In today’s global economy, businesses, small and large, face a host of immigration issues ranging from labor certification to verifying employment eligibility for new employment hires.
At the Law Office of Bilfield & Associates in Cleveland, Ohio, we represent businesses dealing with a host of immigration issues. Our clients range from businesses who are addressing immigration issues proactively, to businesses that unexpectedly have an immigration problem arise. To speak to an attorney who can help you analyze a business immigration matter, contact us for an initial confidential consultation that is 100% confidential.
Non-Immigrants (Temporary Workers)
For a majority of the employment based non-immigrant visas the employer starts the process by filing a form with USCIS. A foreign national may move to change status in the United States or at a U.S. consulate. There are numerous non-immigrant, employment based visas categories. The following are some of the most common visa classifications under which a foreign national may temporarily engage in employment related activities:
- E-1 – Treaty Traders And Their Spouses
- E-2 – Treaty Investors And Their Spouses
- H-1B – Specialty Occupation In Field Requiring Highly Specialized Knowledge
- L-1 – Intra-Company Transferees (Executives, Managers)
- O-1 – International Cultural Exchange Visitors
- TN – Canadian Or Mexican Professionals Pursuant To NAFTA
Immigrants (Permanent Residents)
There are certain employment categories that allow a U.S. employer to sponsor a prospective or current foreign national employee, whether inside or outside the United States, and who may qualify under one or more of the employment based or “EB” immigrant visa categories.
- EB-1 Priority Workers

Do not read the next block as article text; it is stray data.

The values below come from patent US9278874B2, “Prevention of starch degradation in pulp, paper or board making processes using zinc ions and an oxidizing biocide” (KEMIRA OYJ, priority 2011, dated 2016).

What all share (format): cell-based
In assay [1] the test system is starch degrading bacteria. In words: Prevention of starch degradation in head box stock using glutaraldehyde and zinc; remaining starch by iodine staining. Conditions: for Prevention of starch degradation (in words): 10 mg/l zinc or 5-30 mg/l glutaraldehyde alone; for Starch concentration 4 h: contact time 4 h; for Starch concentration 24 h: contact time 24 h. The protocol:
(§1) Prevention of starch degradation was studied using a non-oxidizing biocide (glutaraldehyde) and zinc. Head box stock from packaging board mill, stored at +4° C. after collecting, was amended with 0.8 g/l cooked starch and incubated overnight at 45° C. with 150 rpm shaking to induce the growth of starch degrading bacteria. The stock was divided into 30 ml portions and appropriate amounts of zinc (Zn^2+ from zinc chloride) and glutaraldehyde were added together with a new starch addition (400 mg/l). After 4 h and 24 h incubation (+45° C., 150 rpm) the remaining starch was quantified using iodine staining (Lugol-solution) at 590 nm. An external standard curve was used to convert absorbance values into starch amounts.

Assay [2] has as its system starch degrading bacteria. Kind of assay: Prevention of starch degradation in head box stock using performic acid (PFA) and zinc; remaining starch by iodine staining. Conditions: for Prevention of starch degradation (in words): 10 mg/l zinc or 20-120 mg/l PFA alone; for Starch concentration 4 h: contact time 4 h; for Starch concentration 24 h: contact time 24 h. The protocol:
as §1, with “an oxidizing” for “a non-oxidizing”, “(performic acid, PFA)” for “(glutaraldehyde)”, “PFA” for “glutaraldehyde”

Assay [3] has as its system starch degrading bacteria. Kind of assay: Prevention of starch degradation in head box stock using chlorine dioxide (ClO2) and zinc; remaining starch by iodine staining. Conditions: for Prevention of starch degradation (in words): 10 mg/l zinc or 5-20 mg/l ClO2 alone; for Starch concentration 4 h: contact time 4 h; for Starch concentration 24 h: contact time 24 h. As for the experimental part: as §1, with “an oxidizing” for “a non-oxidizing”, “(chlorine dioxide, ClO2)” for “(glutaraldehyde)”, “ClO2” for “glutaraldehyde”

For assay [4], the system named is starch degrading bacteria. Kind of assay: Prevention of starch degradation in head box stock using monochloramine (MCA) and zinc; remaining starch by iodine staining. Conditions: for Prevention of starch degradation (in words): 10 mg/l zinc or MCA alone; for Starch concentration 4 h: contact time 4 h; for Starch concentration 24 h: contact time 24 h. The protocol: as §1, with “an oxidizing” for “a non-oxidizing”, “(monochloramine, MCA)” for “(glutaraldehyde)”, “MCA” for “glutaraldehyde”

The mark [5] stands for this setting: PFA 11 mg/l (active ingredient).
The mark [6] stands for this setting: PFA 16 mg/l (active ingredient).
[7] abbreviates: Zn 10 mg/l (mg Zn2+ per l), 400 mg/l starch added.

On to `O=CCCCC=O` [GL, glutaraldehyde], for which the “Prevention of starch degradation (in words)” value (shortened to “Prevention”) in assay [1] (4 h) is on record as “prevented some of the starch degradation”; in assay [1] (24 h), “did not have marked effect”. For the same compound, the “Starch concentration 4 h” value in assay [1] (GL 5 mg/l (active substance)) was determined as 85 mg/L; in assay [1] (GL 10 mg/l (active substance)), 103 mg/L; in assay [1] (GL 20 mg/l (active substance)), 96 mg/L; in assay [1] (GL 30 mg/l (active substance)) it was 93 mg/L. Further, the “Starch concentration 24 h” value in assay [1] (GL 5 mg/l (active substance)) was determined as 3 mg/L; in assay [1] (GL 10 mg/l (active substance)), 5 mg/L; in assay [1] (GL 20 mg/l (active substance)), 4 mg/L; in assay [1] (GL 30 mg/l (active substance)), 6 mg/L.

- EB-2 Professionals With Advanced Degrees Or Persons With Exceptional Ability
- EB-3 Professional Or Skilled Workers
- EB-4 Special Immigrants
Labor certification is the most widely used employment based opportunity for obtaining a green card. Labor certification requires a U.S. employer to prove that there are no minimally qualified U.S. workers for the position. Once the U.S. Department of Labor certifies the application, the employer then can apply to the U.S. Citizenship and Immigration Services for permanent residency (a green card) for the foreign employee.
The government makes every employer responsible for verifying an employee’s eligibility to work in the United States. An I-9 form must be completed for each employee hired. If you fail to properly document each employee you hire, you may be subject to harsh civil and criminal penalties. An employer also has a duty to report any individual they discover is not authorized to work in the United States.
Businesses must comply with many immigration obligations. If you have a question about an employment authorization document, a work visa or an undocumented worker, contact a lawyer at the Law Office of Bilfield & Associates to schedule an initial consultation that is 100% confidential about immigration for employer questions.